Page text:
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Search results for: palaeontolog* in all categories
140 results found.
14 pages of results.
51. Bookshelf [SIS C&C Review $]
... Black Box: The Biochemical Challenge to Darwinism by M.J. Behe, 1996, $25 As the title suggests this is a new slant on the subject of evolution, indicating that more than Darwinistic mechanisms must be involved. The Great Dinosaur Extinction Controversy by Charles Officer and J. Page, 1996, $23.00 No, not another book about the CT impact but a refutation of this theory by some geologists. It seems that the theory has gained acceptance due more to the pushing power of its protagonists than the strength of the palaeontological evidence. The final pages are entitled 'Pathological Science', which could give readers an insight into how supposedly objective scientists really work. Jill Abery Swift, Gulliver and the Moons of Mars In Jonathan Swift's Gulliver's Travels, the hero travels to Laputa, a place of great learning. 'They have likewise discovered two lesser stars, or 'satellites', which revolve around Mars, whereof the innermost is distant from the centre of the primary planet exactly three of his diameters, and the outermost five; the former revolves in the space ...
52. Bookshelf [SIS C&C Review $]
... An established Canadian archaeologist argues that Evans invented the currently accepted view of the Minoan civilisation according to his own Victorian preconceptions. Evans' reconstructions at Knossos are simply fanciful reconstructions and he doctored evidence to fit his theories. The Riddled Chain by Jeffrey McKee (Rutgers University Press, $27) Human evolution is currently believed to have been channelled by climate changes. McKee thinks it has been independent of climate and the prime agent of change is some intrinsic internal force. He points out the huge role of chance in the science of palaeontology; a group may not have become extinct simply because there are no fossils, because there may not have been the right conditions to produce a fossil-bearing sedimentation layer. The following books are obtainable from Sourcebook Project, P.O. Box 107, Glen Arm, MD 21057, USA. Sterling cheques to 'William R Corliss' at prevailing exchange rates. Postage: $1 50/book (USA), $4 00 (elsewhere). Sudden Origins: Fossils, Genes and the Emergence of Species by Jeffrey H. Schwartz ...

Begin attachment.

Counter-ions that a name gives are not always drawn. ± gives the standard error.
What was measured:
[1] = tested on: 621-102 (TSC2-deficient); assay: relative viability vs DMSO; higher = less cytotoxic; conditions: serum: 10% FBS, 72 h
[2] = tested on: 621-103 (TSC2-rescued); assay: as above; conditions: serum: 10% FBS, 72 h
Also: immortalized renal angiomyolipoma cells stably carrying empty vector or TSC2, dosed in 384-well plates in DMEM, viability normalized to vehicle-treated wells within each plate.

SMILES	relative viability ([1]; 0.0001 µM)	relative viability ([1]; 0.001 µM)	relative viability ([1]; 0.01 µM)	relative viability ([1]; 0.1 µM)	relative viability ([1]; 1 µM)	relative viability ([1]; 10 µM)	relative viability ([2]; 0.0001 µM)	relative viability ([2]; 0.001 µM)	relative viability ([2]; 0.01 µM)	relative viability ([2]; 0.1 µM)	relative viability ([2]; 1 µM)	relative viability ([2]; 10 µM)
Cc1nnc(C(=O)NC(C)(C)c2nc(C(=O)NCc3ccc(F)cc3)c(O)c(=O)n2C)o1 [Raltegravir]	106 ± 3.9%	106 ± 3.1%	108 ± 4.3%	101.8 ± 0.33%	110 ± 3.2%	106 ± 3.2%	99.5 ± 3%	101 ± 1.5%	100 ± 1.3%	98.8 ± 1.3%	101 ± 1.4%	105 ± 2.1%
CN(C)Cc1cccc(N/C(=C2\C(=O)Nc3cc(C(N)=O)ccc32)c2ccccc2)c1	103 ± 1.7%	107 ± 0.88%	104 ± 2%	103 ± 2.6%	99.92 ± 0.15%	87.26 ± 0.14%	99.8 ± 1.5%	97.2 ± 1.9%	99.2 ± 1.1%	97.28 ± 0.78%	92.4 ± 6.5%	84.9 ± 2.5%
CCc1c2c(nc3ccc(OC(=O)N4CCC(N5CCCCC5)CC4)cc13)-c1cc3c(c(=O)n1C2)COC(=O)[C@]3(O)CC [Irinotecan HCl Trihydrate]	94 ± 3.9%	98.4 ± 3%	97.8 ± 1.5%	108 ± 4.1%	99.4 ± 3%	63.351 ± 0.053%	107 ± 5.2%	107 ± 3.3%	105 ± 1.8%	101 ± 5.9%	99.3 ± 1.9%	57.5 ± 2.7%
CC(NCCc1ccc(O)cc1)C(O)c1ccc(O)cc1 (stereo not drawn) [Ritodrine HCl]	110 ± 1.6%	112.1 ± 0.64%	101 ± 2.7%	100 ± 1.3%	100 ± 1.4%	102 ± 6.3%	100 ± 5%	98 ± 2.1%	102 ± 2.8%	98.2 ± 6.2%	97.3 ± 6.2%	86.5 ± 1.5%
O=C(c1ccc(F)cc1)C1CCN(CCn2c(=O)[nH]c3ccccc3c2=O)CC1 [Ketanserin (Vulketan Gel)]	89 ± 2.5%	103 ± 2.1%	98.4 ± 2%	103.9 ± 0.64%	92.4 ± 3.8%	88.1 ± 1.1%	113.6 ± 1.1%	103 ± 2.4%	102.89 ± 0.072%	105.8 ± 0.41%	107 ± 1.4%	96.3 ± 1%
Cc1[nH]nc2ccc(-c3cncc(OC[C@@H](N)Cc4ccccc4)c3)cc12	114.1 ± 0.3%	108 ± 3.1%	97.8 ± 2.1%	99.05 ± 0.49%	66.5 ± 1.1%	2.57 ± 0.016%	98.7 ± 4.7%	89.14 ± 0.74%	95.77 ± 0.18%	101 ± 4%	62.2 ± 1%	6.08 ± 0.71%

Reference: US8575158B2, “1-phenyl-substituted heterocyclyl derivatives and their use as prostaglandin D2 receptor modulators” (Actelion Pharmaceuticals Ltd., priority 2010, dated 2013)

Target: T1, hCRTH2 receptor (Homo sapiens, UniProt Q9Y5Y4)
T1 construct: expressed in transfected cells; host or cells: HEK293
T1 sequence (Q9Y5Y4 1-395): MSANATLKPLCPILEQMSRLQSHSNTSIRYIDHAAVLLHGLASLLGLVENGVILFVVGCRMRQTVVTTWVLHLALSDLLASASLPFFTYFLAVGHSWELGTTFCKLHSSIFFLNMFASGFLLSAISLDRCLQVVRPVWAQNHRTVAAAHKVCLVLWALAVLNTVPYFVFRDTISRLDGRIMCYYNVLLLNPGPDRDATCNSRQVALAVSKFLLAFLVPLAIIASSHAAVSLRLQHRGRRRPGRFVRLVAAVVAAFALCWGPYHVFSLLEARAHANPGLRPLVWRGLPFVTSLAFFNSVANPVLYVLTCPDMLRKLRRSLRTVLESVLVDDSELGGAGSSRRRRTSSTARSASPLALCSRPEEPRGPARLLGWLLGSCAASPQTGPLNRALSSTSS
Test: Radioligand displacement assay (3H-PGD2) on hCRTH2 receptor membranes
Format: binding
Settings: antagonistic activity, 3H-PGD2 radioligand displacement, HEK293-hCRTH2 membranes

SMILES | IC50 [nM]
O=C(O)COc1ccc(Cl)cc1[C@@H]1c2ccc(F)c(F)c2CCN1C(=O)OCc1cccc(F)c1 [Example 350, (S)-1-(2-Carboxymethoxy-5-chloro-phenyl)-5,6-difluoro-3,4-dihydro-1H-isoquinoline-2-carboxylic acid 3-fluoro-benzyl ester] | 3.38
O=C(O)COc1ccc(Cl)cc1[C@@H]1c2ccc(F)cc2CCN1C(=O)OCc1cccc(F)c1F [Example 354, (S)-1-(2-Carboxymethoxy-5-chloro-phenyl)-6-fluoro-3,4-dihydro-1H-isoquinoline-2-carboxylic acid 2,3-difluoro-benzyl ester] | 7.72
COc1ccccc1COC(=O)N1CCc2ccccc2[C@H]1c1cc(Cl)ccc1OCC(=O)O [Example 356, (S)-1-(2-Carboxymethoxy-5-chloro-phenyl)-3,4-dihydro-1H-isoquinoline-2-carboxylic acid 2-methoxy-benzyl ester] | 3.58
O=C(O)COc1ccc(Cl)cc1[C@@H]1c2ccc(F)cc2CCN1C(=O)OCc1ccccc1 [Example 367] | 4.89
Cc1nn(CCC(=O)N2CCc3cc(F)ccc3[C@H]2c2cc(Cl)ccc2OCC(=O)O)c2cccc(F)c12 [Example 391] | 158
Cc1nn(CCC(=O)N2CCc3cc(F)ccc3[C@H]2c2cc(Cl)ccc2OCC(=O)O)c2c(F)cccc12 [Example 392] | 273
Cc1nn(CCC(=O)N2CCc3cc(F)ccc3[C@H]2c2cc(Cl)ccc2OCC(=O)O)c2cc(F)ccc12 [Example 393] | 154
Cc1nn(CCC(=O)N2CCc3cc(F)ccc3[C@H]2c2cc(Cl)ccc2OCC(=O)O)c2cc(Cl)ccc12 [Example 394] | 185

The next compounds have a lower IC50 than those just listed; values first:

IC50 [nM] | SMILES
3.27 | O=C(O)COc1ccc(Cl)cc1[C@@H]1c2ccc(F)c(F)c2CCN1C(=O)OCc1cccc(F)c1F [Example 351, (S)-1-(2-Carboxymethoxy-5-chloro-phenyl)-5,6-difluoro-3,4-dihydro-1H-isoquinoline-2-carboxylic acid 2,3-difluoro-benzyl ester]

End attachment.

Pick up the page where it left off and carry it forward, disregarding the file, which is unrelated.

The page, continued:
53. Obituary: Derek Scott Allan (1917-2000) [SIS C&C Review $]
... own Arctic researches but without success. He corresponded with Hapgood, discussing their differing views: Derek believed that only a change in the orientation of Earth's axis could account for the anomalies, while Hapgood favoured crustal shift. Deciding that additional research was needed on the geophysics, Derek withdrew his manuscript. In the mid-1970s Derek moved to Iffley, in east Oxford, where he spent hours in the university libraries and corresponded with authorities like S.K. Runcorn, Adrian Scheidegger and Carl Sagan. On the 'mammoths' front, he investigated geologically-recent palaeontology and on the 'cartographic' front the geography and associated 'myths' of classical literature. Derek meticulously recorded his 'library trawlings' in a series of foolscap notebooks. Invitations arrived for lectures on 'those maps' and he produced superb slides to illustrate his talks. Derek had noticed this writer's name as the contributor of a chapter on South American Pleistocene geology in Hapgood's Path of the Pole (1970). After a further decade of joint research, When the Earth Nearly Died (not the authors' title) was published in 1995 ...
54. A New Introduction to Earth in Upheaval [SIS C&C Review $]